Start daydreaming for 2022.  It’s probably not the time for a big goal-setting session with everything else that you’ll have going on, but you might want to start thinking about what you want the next year to hold.  Holiday, new job, fitness goal?  Starting to imagine what you want to achieve is the first step in making dreams a reality, so allow yourself a few minutes to daydream.

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Add Yourself To Your Gift List!

How’s the Christmas shopping going?  And did you remember to put the most important person on the list?

That would be you!

It’s unlikely that many of us do add our own name to the present list, but this can be a really good time of year to remember a very important lesson.  That we need to invest in ourselves too.

I bet you’ve put a lot of thought into what gift to buy your nearest and dearest. Whether it’s something useful, extravagant or just plain heartfelt, we want to show our love and appreciation to those who mean a lot to us.  And it’s only right that we should show ourselves that same consideration too.

Investing in ourselves doesn’t mean splashing out on something lavish.  It can be as simple as buying something that will add value to our life, or booking in for some self care, or learning, or fun.   Spending money on a training course might seem unnecessary if you’re lacking in excess funds, but if it helps you to progress in your career or start a new venture, then looking on it as a long term investment makes sense.

Sometimes we feel stuck in a situation or are unhappy with something, which could be improved by investing some extra time or attention to.  So it doesn’t have to be about spending money, either.

And if we’re feeling low in confidence, wearing old clothes that make us feel drab, or living in an environment surrounded by things that have seen better days, can lower our mood too.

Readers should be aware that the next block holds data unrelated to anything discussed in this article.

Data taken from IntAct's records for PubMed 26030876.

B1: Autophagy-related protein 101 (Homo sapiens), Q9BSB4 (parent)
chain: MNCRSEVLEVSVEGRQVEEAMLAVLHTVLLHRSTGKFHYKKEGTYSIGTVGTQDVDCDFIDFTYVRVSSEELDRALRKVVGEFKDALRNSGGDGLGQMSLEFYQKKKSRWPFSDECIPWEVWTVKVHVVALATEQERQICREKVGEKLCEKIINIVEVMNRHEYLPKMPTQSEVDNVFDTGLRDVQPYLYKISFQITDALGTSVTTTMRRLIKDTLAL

So when you’re spending out on other people this year, ask yourself what gift would truly light you up this year?  And if it isn’t under the tree at Christmas, you have permission to invest in yourself instead.

Photo by Kira auf der Heide on Unsplash

How can we support ourselves through times of change?

An image of a young person in a confident pose

There’s nothing as certain as change, so they say.  So you’d think we would be able to navigate it with ease, the more we get used to it.  But of course, we know that change can be uncomfortable, and we may even actively avoid it.

But there are ways in which we can support ourselves to make any transition a little easier.

Accept that change is an inevitable part of life.

Our mindset can be the most important tool, so the more comfortable we get with the idea of change, the easier it can be for us to anticipate the changes that will be required.

Take control where you can.

Not all change will be of our own making, and it can be challenging when change gets forced upon us.  And when we feel that things are happening outside of our control, it can feed all sorts of negative thoughts.  But there is always a choice in how we react to the situations we find ourselves in.  We can choose to feel defensive, or we can choose to give it a chance.  If we are really unhappy with the situation that change has led us to, we have the choice to look for an alternative path.

Accept that failure or detours are normal.

Along with being comfortable with change, our mindset around failure is also really important.  If we spend a long time avoiding change because of our fear of failure, we can become stuck and feel hopeless.  Similarly, if we spend a lot of time going over and over our failures, without learning the lessons that comes with them, then that can hold us back too.

The bigger the goal, the likelier it is that you will have a detour or two along the way.  So again, anticipating that our plans may need reviewing from time to time will set us up to deal with hiccups as they arise, and ultimately get us to where we want to be quicker.

Stay in balance.

When we are going through a transition or change, it can be helpful to find some part of our lives which is stable and settled that we can retreat to.  Whether that is spending time on activities that we can lose ourselves in, or spending time with positive and uplifting people, having some time away can help us to process and rebalance.

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Why Do We Resist Change?

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None of us want to stay the same forever.  But it can be hard to make changes, even when we know we need to.  So why do we resist change?

Some of the most common blocks and barriers are quite obvious when we think about change.  Namely fear.  And more fear!